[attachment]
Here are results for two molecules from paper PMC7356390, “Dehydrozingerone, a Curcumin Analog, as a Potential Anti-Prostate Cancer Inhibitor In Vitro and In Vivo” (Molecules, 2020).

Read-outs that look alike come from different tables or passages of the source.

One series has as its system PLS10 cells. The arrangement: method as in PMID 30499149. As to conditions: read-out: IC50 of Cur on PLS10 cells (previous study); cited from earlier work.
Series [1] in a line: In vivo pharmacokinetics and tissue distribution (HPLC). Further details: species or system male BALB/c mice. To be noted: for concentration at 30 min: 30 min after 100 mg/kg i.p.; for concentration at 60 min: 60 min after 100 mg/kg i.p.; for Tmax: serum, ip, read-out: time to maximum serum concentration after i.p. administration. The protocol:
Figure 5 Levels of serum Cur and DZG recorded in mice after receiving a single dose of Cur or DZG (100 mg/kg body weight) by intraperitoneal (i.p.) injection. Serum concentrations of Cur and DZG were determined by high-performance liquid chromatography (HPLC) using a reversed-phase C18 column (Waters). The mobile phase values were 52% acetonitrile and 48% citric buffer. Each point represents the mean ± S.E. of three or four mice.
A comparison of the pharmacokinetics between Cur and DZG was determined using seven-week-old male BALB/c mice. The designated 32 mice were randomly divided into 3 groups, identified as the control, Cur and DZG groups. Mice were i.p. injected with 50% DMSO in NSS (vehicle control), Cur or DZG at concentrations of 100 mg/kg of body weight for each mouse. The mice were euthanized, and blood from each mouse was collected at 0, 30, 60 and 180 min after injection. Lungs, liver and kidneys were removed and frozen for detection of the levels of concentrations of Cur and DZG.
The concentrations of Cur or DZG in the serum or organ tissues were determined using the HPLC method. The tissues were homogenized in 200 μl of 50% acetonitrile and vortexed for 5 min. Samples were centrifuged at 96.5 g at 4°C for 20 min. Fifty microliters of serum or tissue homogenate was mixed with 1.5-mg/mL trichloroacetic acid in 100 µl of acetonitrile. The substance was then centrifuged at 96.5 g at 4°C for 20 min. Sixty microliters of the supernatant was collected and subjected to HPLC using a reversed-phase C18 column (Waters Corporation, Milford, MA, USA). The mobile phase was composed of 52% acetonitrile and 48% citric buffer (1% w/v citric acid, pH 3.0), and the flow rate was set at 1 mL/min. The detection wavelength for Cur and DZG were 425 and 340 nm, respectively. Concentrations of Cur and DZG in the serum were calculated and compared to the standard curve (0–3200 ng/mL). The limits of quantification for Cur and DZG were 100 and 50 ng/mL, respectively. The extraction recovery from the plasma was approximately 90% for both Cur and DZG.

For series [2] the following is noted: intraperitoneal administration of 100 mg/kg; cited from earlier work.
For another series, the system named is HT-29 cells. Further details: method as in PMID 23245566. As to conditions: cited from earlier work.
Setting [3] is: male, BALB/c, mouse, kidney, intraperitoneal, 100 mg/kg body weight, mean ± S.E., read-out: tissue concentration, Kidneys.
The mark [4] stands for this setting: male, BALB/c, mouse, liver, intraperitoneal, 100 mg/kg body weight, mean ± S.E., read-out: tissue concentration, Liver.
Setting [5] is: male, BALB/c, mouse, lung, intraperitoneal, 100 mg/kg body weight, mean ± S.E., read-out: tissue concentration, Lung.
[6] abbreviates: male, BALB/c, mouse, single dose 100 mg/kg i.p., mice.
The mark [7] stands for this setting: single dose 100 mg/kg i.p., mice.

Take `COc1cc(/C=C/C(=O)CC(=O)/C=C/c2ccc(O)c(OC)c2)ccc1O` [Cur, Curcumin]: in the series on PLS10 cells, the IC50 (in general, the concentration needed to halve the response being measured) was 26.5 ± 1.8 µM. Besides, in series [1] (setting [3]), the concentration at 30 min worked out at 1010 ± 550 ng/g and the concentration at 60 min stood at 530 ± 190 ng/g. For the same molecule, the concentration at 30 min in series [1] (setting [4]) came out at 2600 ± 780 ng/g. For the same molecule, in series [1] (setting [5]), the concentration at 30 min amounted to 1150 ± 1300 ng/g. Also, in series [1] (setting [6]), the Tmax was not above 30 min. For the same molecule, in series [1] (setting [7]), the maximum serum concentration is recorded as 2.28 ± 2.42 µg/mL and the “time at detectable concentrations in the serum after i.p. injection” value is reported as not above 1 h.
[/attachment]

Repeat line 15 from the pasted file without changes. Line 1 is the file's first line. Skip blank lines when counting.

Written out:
Take `COc1cc(/C=C/C(=O)CC(=O)/C=C/c2ccc(O)c(OC)c2)ccc1O` [Cur, Curcumin]: in the series on PLS10 cells, the IC50 (in general, the concentration needed to halve the response being measured) was 26.5 ± 1.8 µM. Besides, in series [1] (setting [3]), the concentration at 30 min worked out at 1010 ± 550 ng/g and the concentration at 60 min stood at 530 ± 190 ng/g. For the same molecule, the concentration at 30 min in series [1] (setting [4]) came out at 2600 ± 780 ng/g. For the same molecule, in series [1] (setting [5]), the concentration at 30 min amounted to 1150 ± 1300 ng/g. Also, in series [1] (setting [6]), the Tmax was not above 30 min. For the same molecule, in series [1] (setting [7]), the maximum serum concentration is recorded as 2.28 ± 2.42 µg/mL and the “time at detectable concentrations in the serum after i.p. injection” value is reported as not above 1 h.